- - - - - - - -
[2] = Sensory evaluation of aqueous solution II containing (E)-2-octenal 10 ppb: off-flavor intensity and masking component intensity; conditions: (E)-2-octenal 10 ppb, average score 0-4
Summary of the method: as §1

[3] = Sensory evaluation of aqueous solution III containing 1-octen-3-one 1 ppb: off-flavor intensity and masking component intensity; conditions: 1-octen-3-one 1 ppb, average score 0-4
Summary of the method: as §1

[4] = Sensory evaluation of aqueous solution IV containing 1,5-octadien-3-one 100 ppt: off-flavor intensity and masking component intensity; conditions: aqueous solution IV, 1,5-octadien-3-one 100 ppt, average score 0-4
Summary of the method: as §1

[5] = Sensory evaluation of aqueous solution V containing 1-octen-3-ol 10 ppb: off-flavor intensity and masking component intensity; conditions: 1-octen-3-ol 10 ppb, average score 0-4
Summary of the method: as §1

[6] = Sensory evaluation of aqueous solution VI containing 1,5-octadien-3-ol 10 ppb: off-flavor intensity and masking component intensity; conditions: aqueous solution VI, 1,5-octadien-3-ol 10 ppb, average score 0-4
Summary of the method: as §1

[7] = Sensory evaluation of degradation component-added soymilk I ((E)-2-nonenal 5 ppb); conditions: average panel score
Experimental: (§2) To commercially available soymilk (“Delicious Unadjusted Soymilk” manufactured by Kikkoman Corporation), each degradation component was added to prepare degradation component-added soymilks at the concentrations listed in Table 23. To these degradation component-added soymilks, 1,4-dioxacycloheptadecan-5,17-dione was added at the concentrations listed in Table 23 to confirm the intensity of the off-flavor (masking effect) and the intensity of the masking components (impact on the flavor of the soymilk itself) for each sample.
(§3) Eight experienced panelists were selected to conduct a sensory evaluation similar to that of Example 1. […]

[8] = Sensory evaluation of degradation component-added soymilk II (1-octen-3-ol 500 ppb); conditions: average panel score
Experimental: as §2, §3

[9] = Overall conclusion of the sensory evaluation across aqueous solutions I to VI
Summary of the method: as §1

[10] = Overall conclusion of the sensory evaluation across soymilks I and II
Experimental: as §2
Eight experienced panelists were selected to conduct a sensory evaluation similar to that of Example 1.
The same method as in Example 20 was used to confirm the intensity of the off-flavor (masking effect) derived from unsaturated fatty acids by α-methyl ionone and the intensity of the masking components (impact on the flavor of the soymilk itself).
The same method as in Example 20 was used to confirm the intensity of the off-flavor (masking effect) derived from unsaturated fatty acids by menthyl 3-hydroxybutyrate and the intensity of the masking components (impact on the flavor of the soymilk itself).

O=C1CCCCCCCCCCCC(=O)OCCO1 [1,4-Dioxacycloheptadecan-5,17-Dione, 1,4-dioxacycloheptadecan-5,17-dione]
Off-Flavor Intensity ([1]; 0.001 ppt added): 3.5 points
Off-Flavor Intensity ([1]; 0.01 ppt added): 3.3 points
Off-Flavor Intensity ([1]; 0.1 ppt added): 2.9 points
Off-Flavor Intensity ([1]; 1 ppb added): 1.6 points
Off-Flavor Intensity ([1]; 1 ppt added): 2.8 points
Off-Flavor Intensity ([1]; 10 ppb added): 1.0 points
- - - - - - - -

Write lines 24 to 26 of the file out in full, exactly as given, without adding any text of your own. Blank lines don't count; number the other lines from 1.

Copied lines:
Off-Flavor Intensity ([1]; 0.001 ppt added): 3.5 points
Off-Flavor Intensity ([1]; 0.01 ppt added): 3.3 points
Off-Flavor Intensity ([1]; 0.1 ppt added): 2.9 points